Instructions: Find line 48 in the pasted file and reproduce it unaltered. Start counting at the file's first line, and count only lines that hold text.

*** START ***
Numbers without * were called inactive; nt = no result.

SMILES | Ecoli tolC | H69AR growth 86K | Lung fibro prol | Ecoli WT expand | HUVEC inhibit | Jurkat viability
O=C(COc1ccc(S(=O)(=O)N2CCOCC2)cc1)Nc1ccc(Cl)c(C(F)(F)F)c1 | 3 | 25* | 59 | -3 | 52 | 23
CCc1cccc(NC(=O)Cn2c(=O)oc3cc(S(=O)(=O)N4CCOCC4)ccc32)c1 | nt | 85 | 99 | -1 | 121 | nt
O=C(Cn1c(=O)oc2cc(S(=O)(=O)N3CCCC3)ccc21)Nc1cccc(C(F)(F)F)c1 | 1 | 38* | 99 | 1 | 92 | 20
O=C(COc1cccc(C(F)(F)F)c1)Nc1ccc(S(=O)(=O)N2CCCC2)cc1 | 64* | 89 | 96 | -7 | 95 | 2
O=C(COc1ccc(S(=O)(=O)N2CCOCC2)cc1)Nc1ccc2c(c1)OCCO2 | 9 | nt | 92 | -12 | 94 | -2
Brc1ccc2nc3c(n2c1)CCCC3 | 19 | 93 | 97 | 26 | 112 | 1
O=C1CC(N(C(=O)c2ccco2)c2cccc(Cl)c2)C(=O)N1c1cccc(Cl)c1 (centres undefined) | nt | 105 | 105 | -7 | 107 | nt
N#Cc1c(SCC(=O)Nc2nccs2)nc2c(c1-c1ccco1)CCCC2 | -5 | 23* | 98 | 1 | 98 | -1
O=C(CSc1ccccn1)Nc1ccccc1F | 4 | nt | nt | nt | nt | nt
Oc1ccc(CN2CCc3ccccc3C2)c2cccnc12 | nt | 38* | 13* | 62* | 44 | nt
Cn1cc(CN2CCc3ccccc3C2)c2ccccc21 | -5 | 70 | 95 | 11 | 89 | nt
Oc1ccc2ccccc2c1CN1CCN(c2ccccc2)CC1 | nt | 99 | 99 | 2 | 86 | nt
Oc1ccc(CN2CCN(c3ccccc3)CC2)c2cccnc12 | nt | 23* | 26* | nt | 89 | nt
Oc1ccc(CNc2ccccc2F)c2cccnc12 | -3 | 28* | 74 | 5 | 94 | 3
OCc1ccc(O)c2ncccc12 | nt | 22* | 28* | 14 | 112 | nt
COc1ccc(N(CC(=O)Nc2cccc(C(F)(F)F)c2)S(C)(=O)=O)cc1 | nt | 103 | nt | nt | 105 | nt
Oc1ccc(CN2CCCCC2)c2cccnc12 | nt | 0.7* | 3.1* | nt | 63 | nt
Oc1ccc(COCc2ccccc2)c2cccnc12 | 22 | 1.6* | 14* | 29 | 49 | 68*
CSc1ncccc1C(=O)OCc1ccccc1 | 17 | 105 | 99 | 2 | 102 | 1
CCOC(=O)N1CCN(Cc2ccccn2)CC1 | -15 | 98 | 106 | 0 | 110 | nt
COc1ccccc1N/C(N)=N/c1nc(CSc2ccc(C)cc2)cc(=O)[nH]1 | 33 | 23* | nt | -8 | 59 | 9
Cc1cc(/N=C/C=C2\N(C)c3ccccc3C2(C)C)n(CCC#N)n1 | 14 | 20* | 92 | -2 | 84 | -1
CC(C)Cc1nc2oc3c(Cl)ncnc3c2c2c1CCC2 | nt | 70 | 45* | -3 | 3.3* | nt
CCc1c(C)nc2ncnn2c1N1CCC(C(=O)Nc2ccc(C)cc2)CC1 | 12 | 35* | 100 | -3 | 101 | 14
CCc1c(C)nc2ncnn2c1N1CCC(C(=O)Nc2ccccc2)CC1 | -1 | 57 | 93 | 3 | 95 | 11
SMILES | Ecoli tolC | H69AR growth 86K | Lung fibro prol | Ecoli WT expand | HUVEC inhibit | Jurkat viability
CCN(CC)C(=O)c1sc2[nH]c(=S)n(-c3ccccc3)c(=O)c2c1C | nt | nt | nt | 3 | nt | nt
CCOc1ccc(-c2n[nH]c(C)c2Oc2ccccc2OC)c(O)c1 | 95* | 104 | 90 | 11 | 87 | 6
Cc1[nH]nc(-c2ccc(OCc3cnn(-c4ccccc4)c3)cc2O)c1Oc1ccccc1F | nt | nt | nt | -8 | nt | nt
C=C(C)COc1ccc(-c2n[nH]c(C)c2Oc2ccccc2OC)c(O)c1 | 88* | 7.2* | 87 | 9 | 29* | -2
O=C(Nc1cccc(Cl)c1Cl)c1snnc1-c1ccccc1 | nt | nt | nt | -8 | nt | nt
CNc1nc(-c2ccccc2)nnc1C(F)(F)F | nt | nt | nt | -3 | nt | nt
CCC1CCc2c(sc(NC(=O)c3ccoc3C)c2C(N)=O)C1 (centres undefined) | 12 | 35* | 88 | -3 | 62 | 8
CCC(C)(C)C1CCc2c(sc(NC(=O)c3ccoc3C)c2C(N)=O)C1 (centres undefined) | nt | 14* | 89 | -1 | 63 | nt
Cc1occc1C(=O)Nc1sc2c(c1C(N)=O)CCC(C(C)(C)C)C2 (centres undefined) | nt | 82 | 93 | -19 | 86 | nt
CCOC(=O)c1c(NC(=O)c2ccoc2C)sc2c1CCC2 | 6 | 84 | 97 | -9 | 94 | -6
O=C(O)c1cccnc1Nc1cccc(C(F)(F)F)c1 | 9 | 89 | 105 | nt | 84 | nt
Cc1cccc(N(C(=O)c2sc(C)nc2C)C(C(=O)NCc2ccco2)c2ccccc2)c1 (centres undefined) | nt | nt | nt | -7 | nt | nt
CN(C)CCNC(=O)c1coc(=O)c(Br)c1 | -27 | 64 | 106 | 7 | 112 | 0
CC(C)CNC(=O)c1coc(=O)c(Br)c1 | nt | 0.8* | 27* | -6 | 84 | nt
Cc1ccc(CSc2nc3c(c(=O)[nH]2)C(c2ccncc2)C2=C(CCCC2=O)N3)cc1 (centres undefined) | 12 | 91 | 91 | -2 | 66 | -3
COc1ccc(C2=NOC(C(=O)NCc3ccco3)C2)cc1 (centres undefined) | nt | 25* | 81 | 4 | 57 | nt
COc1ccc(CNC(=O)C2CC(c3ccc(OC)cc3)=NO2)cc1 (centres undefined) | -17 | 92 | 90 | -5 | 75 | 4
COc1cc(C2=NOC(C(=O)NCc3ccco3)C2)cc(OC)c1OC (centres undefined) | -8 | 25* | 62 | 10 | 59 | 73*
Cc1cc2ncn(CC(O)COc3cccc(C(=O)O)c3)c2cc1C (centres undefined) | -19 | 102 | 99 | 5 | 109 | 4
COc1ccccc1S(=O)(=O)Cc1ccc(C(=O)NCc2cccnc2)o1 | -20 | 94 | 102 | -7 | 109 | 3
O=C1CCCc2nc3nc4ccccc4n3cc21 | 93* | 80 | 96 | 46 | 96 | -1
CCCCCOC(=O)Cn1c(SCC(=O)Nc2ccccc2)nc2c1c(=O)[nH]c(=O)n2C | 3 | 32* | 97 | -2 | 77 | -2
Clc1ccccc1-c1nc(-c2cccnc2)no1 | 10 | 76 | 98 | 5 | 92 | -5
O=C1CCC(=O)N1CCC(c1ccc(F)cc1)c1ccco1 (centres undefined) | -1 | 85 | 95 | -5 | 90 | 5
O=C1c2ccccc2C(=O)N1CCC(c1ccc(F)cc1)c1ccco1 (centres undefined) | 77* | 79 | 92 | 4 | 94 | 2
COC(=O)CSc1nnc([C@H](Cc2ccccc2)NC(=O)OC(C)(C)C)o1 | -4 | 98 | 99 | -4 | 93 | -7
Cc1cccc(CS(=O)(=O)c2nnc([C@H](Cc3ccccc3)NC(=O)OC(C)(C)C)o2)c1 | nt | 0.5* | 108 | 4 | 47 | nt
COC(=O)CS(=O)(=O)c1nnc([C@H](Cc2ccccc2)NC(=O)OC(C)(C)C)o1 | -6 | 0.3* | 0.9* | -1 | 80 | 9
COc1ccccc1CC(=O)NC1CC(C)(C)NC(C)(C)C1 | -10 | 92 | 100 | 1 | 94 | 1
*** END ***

COc1ccccc1S(=O)(=O)Cc1ccc(C(=O)NCc2cccnc2)o1 | -20 | 94 | 102 | -7 | 109 | 3